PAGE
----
BRCA1 and BRCA2 Mutations Increase Risk for Breast, Ovarian Cancers, Study Finds

BRCA1 and BRCA2 Mutations Increase Risk for Breast, Ovarian Cancers, Study Finds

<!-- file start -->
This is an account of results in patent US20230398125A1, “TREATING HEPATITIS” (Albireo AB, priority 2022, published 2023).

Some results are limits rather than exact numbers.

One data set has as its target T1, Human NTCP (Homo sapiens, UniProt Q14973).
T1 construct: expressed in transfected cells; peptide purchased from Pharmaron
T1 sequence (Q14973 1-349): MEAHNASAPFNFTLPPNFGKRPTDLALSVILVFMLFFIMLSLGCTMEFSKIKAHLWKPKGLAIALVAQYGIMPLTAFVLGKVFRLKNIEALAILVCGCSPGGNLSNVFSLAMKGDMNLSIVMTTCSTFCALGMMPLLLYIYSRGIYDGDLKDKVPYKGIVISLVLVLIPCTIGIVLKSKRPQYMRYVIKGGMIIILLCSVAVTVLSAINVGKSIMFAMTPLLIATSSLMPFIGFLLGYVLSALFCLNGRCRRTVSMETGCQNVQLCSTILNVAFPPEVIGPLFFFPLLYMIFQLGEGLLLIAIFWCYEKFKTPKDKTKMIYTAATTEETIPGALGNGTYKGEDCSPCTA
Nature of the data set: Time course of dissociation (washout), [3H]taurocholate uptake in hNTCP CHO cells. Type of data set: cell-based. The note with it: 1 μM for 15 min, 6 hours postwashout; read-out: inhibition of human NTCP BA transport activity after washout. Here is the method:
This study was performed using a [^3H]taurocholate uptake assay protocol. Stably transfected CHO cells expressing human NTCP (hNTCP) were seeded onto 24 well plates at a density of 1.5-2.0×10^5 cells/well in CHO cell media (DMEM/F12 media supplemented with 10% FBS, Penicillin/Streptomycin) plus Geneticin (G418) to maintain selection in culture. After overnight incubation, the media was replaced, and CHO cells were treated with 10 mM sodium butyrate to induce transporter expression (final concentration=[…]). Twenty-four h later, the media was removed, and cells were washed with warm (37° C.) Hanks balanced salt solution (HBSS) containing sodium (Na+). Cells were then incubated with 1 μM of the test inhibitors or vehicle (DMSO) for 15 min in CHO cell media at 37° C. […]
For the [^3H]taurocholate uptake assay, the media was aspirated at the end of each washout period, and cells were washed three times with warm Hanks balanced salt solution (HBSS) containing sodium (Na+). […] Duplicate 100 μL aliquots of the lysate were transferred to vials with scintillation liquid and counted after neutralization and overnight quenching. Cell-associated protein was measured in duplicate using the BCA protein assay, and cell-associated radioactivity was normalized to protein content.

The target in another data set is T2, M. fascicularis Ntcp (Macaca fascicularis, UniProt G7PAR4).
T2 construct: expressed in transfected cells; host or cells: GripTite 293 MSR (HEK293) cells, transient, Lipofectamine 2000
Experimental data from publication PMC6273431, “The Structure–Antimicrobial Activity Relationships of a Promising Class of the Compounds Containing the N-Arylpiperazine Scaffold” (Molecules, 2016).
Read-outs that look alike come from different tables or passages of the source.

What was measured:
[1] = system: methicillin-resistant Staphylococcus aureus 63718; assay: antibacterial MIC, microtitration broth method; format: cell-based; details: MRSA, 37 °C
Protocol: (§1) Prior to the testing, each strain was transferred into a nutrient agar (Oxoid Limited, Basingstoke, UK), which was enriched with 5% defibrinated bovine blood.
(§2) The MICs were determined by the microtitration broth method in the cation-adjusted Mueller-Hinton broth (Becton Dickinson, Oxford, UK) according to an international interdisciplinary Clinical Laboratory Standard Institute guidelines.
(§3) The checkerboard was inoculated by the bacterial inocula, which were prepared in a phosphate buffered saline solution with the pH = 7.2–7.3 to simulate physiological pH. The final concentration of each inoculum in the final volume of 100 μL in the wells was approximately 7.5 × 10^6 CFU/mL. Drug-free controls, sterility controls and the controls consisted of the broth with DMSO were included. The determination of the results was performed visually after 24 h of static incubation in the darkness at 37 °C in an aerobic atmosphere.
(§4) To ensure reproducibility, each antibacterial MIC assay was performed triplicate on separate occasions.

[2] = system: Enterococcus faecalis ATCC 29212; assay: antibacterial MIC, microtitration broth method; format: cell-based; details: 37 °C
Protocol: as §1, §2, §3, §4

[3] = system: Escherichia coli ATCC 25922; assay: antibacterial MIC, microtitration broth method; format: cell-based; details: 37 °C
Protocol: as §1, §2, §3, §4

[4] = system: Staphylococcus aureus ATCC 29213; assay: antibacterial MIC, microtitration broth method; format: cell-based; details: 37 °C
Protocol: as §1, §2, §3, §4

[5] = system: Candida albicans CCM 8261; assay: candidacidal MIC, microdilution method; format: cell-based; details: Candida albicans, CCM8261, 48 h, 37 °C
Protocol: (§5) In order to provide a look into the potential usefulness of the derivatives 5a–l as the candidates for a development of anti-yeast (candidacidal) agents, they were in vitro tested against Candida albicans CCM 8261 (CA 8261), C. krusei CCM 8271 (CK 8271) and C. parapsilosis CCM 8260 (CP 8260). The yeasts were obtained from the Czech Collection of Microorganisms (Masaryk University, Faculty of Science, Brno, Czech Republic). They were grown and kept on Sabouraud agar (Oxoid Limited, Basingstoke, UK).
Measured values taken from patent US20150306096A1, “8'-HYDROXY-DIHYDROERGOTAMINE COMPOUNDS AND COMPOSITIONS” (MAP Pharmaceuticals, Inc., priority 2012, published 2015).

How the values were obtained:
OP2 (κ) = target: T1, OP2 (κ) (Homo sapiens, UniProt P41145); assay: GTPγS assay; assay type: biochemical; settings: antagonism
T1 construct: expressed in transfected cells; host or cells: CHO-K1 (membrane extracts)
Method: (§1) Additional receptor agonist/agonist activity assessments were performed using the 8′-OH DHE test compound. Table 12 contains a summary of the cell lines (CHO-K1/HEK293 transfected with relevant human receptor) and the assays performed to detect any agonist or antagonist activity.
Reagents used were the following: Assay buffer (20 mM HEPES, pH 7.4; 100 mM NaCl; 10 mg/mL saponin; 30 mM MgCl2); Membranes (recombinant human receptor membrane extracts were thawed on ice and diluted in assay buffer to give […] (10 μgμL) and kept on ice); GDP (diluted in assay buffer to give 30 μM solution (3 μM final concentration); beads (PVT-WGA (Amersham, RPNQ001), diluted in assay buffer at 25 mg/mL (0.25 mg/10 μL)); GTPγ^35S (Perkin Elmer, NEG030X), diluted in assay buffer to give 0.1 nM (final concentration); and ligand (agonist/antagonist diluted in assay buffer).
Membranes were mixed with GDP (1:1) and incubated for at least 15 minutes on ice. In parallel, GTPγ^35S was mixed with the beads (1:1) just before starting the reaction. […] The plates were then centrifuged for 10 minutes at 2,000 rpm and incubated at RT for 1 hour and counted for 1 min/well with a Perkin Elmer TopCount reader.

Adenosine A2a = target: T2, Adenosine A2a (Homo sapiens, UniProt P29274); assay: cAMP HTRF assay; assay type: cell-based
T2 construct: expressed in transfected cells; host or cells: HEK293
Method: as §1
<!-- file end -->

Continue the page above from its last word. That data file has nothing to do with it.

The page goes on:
Women who carry BRAC1 or BRAC2 genetic mutations have an increased risk of developing breast and ovarian cancers, according to a recent report published in JAMA. The study, “Risks of Breast, Ovarian, and Contralateral Breast Cancer for BRCA1 and BRCA2 Mutation Carriers,” may help doctors identify patients more likely to develop these diseases and design monitoring programs for them. Alterations in BRCA1 or BRCA2 gene sequences are known to be associated with the development, progression, and aggressiveness of breast and ovarian cancers. Researchers at the University of Cambridge, in collaboration with the BRCA1 and BRCA2 Cohort Consortium, assessed the age-specific risk of breast or ovarian cancer for women carrying BRCA1 or BRCA2 mutations. The research included women from the International BRCA1/2 Carrier Cohort Study, the Breast Cancer Family Registry, and the Kathleen Cuningham Foundation Consortium for Research into Familial Breast Cancer. A total of 9,856 participants, including 6,036 BRCA1 and 3,820 BRCA2 carriers were evaluated. At the start of the study, 5,046 participants were cancer-free, and 4,810 had breast or ovarian cancer, or both. After a median follow-up of five years, researchers found that those carrying BRCA1 and BRCA2 mutations had a 72% and 69% higher risk, respectively, of developing breast cancer by the age of 80. The incidence of breast cancer was seen to increase rapidly until the age range of 30 to 40 for BRCA1 carriers, and 40 to 50 for BRCA2 carriers. After that, the incidence remained st
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